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Now browsing: Hometown News > News > Volusia County

Club donates quilt to Project Linus
Rating: 2.97 / 5 (29 votes)  
Posted: 2013 Oct 04 - 06:15

By Estella R. Fullmer

For Hometown News

Edgewater Public School 4-H Club members learned compassion as they worked on a quilt destined for Project Linus.

"Each club member created a square to add to the quilt," said Jama Boden, Edgewater Public School 4-H Leader.

The children worked on the quilt squares for several weeks during last school year and gave each one their own personal touch, according to Ms. Boden.

"To create individual squares, we studied Gyotaku, the art of Japanese fish printing," Ms. Boden said. "Our club members had fun discussing the origin of the art form and watching video demonstrations."

The students used flexible fish replicas to paint the fabric and create the fish designs. A local volunteer sewed the squares together into a quilt top for the children, she said. They placed the quilt top over the cotton batting on top of the quilt back and pinned the three layers together.

"We then used a tie-quilting technique to secure the front, batting and back together," Ms. Boden said.

Everyone in the club had a hand in the creation of the quilt and putting it together.

"The club members loved the completed quilt, but were more than willing to donate it to the Linus Foundation," Ms. Boden said. "They expressed such sincere thoughtfulness about donating their quilt to a child in need."

At the May 30 4-H meeting, just before the end of the school year, the club presented the quilt to the representatives of the local Project Linus chapter, Joanna Robins and Nancy Unger.

Project Linus is a non-profit organization, dedicated to "Providing Security Through Blankets," for ill or traumatized children and teens, according to its mission statement. Most of those receiving quilts are seriously ill or have life-threatening diseases, or they are homeless, in shelters or hospice care.

Project Linus was founded in 1995 by Karen Louks and has donated nearly 4.5 million handmade blankets to comfort children in need. Ms. Louks got the name from the Peanuts character, Linus, who always carried a security blanket in the comic strip by Charles Schultz. Ms. Louks was inspired to create the organization when she saw a picture of a three-year-old cancer patient clutching a security blanket.

There are more than 368 chapters across the United States, and accept donations of handmade quilts and blankets from people from all walks of life. The blankets are knitted, crocheted, piece-work quilts, tied fleece with fringes or other construction, but all of them are created by hand and donated to the organization. "Our blankets are lovingly made by adults and children from all walks of life and many different sources," according to the website projectlinus.org.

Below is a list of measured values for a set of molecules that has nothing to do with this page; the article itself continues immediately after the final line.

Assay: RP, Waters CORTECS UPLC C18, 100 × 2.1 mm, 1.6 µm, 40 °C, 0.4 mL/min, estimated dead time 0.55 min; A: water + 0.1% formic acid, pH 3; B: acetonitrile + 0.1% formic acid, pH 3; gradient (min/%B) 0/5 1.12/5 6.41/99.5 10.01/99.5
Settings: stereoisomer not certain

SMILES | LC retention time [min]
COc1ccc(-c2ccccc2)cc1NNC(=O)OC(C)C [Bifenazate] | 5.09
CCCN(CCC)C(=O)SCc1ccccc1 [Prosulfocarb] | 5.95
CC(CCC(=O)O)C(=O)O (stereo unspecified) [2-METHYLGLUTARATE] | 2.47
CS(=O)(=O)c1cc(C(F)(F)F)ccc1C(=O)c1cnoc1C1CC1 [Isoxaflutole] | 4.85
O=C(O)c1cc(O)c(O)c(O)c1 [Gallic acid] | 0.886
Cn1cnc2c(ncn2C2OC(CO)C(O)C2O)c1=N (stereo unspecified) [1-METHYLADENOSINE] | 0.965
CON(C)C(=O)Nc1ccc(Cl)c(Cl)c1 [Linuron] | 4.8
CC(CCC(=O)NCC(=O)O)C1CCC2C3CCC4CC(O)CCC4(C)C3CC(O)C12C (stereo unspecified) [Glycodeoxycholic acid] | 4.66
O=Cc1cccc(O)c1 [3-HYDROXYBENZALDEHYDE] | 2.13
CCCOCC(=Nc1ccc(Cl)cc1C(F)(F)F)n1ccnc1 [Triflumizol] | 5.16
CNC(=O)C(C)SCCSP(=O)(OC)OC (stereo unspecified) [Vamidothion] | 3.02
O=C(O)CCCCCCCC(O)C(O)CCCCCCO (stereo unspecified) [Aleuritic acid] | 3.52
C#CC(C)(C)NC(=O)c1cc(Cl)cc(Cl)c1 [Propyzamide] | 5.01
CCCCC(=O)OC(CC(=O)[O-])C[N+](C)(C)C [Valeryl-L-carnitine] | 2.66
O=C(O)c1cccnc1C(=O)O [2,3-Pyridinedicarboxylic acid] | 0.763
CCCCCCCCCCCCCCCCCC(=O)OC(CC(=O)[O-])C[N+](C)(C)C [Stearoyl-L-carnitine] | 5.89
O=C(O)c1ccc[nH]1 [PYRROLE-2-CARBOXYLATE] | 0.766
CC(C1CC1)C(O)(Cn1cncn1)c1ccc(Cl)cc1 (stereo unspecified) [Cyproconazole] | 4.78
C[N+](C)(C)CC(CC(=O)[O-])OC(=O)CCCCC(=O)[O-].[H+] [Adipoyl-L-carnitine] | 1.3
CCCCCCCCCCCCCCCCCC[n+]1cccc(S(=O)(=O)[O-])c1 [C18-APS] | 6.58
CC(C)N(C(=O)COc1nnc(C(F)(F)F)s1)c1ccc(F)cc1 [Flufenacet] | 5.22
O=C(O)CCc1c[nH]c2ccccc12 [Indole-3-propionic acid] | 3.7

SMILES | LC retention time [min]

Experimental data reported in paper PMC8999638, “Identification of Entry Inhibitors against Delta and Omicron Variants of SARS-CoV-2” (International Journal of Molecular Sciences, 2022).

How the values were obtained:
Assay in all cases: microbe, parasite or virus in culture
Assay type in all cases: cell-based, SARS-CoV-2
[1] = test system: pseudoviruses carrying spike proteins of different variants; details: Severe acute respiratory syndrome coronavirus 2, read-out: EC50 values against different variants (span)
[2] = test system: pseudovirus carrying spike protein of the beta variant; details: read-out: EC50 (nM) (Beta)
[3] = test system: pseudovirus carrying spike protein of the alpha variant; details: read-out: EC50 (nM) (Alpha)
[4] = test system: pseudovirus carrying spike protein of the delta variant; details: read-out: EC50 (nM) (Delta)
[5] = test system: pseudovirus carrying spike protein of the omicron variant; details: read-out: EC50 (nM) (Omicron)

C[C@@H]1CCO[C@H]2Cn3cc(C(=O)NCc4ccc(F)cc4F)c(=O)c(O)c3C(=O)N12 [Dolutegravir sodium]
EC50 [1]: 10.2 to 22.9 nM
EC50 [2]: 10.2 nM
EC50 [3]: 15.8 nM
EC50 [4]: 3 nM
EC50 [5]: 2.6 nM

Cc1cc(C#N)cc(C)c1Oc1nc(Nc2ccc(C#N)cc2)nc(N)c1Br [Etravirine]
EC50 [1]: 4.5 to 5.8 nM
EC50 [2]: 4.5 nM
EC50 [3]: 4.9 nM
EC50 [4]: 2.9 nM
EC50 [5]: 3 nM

They are always looking for volunteers to help coordinate a chapter or participate in a local chapter or donate handmade blankets. They call their volunteers "Blanketeers." All blankets must be handmade, washable, free of pins and come from smoke-free environments (due to allergy reasons).

Information on the local chapter in Volusia County can be found at freewebs.com/floridalinus/index.htm. Volunteers are needed to not only help create the quilts, but also to collect and distribute the blankets and assist with special blanket-making events local chapters hold throughout the year. Learning about and being part of project Linus was a great experience for the 4-H club members, according to Ms. Boden.

The participating students at Edgewater Public School are members of a local 4-H chapter. "4-H is a national organization that is more than 100 years old," according to the Edgewater 4-H Club's web page. "Though 4-H originally focused on building members' knowledge of agriculture and home economics, it now encompasses a wide variety of activities and educational opportunities for members. Unlike Girl Scouts or Boy Scouts, 4-H clubs are made up of both girl and boy members."

The 4 H's in the cloverleaf emblem stand for Head, Heart, Health and Hands.

Members of 4-H traditionally raise livestock or flowers and vegetables to compete in county fairs and to learn the process of raising and growing their chosen animal or plant. They also learn a variety of arts, crafts and sciences depending on their interests and their local chapter's focus and leadership goals. The green four-leaf clover emblem with the white H's is one of the oldest nationally recognized emblems for youth activities. "The white in the 4-H flag symbolizes purity. The green, nature's most common color, is emblematic of life, springtime, and youth," states 4-H policies.

"During the 2012-2013 school year, members of our club have participated in a wide variety of activities, including creating a quilt to donate to the Linus Project, making bean bags, learning to crochet, baking projects, learning about goats, showing goats at the Volusia County Fair, egg decoration, making crafts, playing games, learning about the Japanese art of fish printing and baking," Ms. Boden said.

For the new school year, Ms. Boden is sure to offer some new and interesting challenges for the students in keeping with 4-H values.

"Club members are always welcome to participate in any 4-H activities at the county and state level, such as archery, air rifle, Share the Fun, camping, competing at the state fair, marine science and mock legislature," she said encouragingly.

For more information, call Ms. Boden at the school at (386) 424-2573, Ext. 35252.




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